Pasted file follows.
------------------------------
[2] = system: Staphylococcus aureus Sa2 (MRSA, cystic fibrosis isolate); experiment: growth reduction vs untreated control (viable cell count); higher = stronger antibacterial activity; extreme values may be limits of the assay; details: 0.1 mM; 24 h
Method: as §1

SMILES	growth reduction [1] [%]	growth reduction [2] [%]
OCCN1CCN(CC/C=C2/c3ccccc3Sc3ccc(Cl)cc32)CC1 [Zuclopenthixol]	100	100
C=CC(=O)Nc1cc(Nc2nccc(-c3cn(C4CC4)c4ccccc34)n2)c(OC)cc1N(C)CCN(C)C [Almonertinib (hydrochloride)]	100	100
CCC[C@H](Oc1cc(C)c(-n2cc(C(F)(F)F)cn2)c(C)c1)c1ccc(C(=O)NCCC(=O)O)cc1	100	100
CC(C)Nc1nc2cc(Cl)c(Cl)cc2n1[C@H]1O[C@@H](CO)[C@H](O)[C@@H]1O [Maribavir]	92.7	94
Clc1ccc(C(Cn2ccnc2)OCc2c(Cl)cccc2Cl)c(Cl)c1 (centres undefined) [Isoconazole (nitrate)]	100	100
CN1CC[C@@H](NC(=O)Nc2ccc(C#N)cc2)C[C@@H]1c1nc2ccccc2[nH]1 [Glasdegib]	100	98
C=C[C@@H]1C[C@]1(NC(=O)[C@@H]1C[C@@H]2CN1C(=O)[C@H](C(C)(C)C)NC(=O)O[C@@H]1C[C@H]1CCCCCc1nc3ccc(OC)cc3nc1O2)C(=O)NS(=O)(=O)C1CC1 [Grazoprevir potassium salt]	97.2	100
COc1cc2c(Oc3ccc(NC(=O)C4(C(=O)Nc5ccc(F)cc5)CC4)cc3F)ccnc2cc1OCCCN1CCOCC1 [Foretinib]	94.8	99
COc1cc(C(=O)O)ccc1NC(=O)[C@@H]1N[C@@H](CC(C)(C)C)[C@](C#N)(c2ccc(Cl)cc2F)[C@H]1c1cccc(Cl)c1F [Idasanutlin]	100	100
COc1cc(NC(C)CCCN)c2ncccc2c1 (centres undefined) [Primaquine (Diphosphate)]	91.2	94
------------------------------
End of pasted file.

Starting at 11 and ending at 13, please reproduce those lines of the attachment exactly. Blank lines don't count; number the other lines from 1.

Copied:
COc1cc2c(Oc3ccc(NC(=O)C4(C(=O)Nc5ccc(F)cc5)CC4)cc3F)ccnc2cc1OCCCN1CCOCC1 [Foretinib]	94.8	99
COc1cc(C(=O)O)ccc1NC(=O)[C@@H]1N[C@@H](CC(C)(C)C)[C@](C#N)(c2ccc(Cl)cc2F)[C@H]1c1cccc(Cl)c1F [Idasanutlin]	100	100
COc1cc(NC(C)CCCN)c2ncccc2c1 (centres undefined) [Primaquine (Diphosphate)]	91.2	94